In an excellent example of crowd-sourcing, the website “Power cuts in India”, launched this summer, invited people to tweet or text information on power cuts in their neighbourhoods. Messages poured in by the hundreds. The site also provided links to newspaper reports on power disruptions and load shedding in different corners of the country. When the seemingly isolated pieces of information were put together, the big picture was clear. India faced an unprecedented and grim situation on the ‘power’ front — one that threatened to bring the country to a standstill.
It is painfully evident that the problem is neither a temporary one nor confined to one part of the country. The malady is pan-Indian and threatens to torment us for a long time.
Given a GDP elasticity factor (amount of electricity required to power 1 percent GDP growth) of 1, we need to ensure an increase of 10 percent in power generation every year. If we need to wipe out existing deficit and bring into the fold about 400 million people who do not have access to power, the target should be much higher. We need an additional 30000 MW every year.
At least, 70 percent of this increase must come from base-load plants that can produce predictable, schedulable electricity round-the-clock and in all seasons. All the rhetoric of adding large doses of clean wind and solar energy can help us feel righteous and green, but these will not serve the immediate purpose, with their characteristics of seasonality, intermittency and unpredictability.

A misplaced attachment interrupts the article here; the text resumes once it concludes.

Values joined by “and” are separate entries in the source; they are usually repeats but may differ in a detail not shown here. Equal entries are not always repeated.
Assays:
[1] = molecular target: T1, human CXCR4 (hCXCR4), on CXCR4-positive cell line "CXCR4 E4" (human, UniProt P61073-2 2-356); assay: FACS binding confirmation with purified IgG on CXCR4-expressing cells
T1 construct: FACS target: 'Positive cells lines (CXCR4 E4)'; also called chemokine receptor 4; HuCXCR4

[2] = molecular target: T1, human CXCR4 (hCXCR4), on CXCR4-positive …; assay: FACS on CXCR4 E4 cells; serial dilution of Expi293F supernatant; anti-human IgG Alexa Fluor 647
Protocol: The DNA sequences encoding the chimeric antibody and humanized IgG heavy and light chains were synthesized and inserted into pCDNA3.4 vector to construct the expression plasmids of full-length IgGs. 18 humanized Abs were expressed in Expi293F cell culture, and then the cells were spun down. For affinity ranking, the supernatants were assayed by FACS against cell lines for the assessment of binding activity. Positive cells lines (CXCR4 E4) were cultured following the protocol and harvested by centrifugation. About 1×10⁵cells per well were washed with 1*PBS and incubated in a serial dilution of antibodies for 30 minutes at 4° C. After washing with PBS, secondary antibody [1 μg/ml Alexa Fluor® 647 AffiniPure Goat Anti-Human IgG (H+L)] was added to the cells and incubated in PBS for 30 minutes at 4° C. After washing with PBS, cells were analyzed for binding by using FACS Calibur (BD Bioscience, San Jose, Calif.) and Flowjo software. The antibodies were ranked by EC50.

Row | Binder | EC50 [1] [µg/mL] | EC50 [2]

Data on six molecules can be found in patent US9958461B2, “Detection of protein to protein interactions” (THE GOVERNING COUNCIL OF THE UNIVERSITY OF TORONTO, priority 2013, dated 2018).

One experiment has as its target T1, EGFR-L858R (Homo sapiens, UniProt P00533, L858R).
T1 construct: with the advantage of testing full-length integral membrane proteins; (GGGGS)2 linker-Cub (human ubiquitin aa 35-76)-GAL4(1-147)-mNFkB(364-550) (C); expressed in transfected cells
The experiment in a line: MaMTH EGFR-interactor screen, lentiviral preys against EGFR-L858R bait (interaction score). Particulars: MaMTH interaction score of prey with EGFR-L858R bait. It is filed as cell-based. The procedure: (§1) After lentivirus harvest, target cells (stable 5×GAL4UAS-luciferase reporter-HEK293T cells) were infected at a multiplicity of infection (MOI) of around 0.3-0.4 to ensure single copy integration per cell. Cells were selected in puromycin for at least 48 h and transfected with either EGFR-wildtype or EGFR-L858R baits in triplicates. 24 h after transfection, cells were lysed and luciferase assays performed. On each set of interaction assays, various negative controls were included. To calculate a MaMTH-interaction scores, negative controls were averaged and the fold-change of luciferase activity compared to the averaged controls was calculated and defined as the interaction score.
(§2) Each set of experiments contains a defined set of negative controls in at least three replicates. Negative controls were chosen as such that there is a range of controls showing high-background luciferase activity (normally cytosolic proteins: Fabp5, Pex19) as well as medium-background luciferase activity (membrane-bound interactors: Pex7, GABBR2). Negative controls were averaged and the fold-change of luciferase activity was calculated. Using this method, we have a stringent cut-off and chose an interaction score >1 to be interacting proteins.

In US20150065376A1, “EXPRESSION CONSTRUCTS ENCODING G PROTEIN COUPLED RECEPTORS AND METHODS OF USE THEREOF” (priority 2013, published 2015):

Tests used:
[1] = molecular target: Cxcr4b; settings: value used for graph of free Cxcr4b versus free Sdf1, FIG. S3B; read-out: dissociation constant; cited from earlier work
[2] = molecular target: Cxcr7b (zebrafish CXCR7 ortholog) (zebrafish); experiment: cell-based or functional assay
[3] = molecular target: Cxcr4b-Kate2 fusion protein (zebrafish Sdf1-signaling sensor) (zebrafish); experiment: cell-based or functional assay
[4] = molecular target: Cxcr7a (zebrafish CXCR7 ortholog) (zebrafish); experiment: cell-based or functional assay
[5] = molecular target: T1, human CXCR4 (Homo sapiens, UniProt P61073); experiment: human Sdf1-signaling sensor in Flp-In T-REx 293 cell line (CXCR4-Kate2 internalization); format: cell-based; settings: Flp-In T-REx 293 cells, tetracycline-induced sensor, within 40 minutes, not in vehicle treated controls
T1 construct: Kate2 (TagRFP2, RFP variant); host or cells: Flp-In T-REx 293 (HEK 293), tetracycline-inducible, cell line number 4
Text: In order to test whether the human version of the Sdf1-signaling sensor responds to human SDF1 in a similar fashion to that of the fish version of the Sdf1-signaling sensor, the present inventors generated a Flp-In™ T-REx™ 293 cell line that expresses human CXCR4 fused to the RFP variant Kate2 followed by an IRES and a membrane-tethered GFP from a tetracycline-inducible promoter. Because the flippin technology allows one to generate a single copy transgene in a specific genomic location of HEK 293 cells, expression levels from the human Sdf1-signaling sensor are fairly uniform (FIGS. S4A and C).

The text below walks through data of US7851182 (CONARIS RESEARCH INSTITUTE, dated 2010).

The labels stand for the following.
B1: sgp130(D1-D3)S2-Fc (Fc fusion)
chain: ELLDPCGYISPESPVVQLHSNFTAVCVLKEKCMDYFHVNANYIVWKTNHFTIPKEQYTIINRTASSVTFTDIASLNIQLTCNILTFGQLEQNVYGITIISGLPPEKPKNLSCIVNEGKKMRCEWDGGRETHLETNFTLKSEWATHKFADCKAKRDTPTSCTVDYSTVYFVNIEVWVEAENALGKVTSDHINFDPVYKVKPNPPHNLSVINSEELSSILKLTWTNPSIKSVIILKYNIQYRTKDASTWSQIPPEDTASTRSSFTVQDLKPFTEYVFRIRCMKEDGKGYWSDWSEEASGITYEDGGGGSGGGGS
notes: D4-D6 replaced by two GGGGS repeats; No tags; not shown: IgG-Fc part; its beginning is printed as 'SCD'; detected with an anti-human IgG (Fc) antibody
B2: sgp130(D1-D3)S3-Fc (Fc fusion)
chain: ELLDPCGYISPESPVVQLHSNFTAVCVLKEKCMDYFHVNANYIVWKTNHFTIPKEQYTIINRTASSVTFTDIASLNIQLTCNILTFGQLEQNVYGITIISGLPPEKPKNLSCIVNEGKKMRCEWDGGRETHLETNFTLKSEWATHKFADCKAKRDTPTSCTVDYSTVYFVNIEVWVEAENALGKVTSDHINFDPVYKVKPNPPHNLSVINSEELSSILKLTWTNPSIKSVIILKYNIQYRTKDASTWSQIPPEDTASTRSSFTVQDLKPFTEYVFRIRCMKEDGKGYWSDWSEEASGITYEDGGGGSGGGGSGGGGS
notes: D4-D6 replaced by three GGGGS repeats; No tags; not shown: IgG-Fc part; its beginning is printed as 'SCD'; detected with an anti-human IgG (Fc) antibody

60 percent of our power need is met by coal-based plants, and we continue to place our faith on coal to meet our future requirement. This, we are slowly realising, can be a flawed approach. Large coal plants take many years to come up, if at all. We have not been able to ramp up domestic coal production to meet the growing demand. Relying on imported coal means competing with China for the same sources in Indonesia, Australia and South Africa and paying a high price too. Also, putting all our eggs in the coal basket will lead to serious consequences on the environmental front. The world will hold us accountable for the carbon emission. So we desperately need a second option to help reduce our dependence on coal.
Capacity addition in the form of nuclear plants is desirable, but looks improbable. If an almost-ready is stalled at the last mile, investments in other planned projects may be viewed as fraught with unacceptable risk. Besides, even if we overcome the hurdles and begin work soon, we won’t reap the benefit of power supply for many years.
With limited potential of perennial hydro projects (unlike China), we are left, through a process of elimination, only with the option of gas-based generation. Again, three possibilities present themselves. One, domestic gas sources such as KG-Basin; two, cross-country pipelines; and three, importing liquefied natural gas (LNG) through large tankers and re-gasifying them at LNG terminals.